Janne’s Secret

Jannen Salaisuus, extract (Finnish National Opera video)

The Finnish composer Olli Kortekangas has composed a children’s opera called Jannen salaisuus (Janne’s Secret; 2015), aiming firstly to create a work about Sibelius’s childhood, and secondly to present his music, his aesthetics and even a few of his composition techniques to children. The piece was commissioned by the Finnish National Opera, lasts 45 minutes, and is scored for three soloists, violin, piano, and children’s chorus.

The libretto was written by the prominent Finnish author, journalist and broadcaster Minna Lindgren, and it is based on real life although there are also fictional elements and the chronology has been adapted. In the music there are quotations from around fifteen of Sibelius’s works and some from Mozart, Schubert and Wagner, plus many stylistic allusions; the basic motif – described by Kortekangas as ‘a bit “bluesy”’, is derived from the keys of Sibelius’s seven symphonies.

The undertaking was approved by the Sibelius estate. So far Jannen salaisuus has been performed in around fifty schools around Finland, and the tour continues until the end of 2016. The children’s chorus is always from the respective school, so the children have the opportunity to work with opera professionals. ‘From my point of view’, says Kortekangas, ‘it’s been a wonderful project.’

In addition, in 2015 Kortekangas wrote a three-movement male choir piece for the YL Choir called Höstlig skärgård (Autumnal Archipelago), with the subtitle ‘Hommage à Jean Sibelius’. The text is by the Swedish poet Tomas Tranströmer (1931–2015), who was a big fan of Sibelius’s music. In Kortekangas’s piece there is not that much actual Sibelius; the connection is more on an emotional and symbolic level: high quality poetry in Swedish, images of nature and so on.

Olli Kortekangas (photo: © Pekka Hako)
Olli Kortekangas
(photo: © Pekka Hako)

Olli Kortekangas (b. 1955) studied music theory and composition at the Sibelius Aca­demy in Helsinki under the direction of Einojuhani Rautavaara and Eero Hämeen­niemi, and continued his studies in Berlin with Dieter Schnebel. He has subsequently worked as a teacher himself, including periods at the National Theatre Academy and the Sibelius Academy, and has taken part in educational projects with children and youth, in Finland and abroad. His music has been featured in concerts and at festivals around the world, and he is currently working on several domestic and international com­missions. He has received numerous awards, including the Special Prize of the Prix Italia Competition, the City of Salzburg Opera Prize and the prestigious Teosto Prize, and has four times been the recipient of the five-year grants of the Arts Council of Finland.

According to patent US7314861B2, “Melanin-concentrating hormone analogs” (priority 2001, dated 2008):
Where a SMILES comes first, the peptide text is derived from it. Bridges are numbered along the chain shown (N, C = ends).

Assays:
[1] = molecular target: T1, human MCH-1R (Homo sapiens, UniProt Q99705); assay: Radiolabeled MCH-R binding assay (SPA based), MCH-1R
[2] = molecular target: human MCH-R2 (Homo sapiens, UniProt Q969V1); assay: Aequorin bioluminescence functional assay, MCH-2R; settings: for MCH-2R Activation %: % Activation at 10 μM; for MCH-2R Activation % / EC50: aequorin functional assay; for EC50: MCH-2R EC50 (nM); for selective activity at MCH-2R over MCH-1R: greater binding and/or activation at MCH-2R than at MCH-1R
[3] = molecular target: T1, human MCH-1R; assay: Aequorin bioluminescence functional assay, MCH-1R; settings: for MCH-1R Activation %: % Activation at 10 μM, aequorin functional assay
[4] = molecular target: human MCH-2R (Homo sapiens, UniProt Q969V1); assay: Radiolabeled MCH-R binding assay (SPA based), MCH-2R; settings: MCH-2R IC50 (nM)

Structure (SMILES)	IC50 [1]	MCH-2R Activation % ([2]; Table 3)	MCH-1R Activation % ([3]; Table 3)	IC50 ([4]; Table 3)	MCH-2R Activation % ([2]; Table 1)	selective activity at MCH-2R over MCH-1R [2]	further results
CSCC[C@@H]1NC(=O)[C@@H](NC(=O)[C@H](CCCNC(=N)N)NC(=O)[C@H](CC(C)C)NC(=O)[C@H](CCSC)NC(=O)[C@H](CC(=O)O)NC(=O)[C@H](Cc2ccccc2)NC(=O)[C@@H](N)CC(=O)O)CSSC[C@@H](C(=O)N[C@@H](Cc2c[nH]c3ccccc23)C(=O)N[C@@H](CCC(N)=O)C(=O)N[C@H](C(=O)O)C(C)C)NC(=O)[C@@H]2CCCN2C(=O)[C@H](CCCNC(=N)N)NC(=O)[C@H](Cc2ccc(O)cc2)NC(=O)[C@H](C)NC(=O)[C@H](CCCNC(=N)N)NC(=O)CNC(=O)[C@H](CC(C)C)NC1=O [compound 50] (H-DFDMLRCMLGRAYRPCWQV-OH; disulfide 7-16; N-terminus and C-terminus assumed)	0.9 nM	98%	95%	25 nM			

Olli Kortekangas’s œuvre consists of about 140 works, from solo pieces and cham­ber music to orchestral works and operas. He has been attracted to the human voice since his early days, and has written nine operas including the successful Daddy’s Girl (2007), for the Savonlinna Opera Festival, and the monologue Own Fault (2015). Collaborations with some of the best Finnish choirs have resulted in many a cappella choral works which have entered the international repertoire. Korte­kangas has also written several works for chorus and orchestra such as Seven Songs for Planet Earth, commissioned and premièred by the Choral Arts Society of Washing­ton, and Migrations (2014), to words by Sheila Packa, for the Minnesota Orchestra and Osmo Vänskä.

During a residency with the Oulu Symphony Orchestra (1997–2009) Kortekangas turned his attention to orchestral composition, which has resulted in a number of works, including several concertos. His output also includes chamber and instrumental solo works, particularly for the organ, as well as chamber music with voice. Recently, he has written several works for period instruments. Throughout his career, Korte­kangas has also been interested in collaboration with other arts and artists. Olli Korte­kangas’s music is published by Fennica Gehrman and represented internationally by Boosey & Hawkes and Schott Music.

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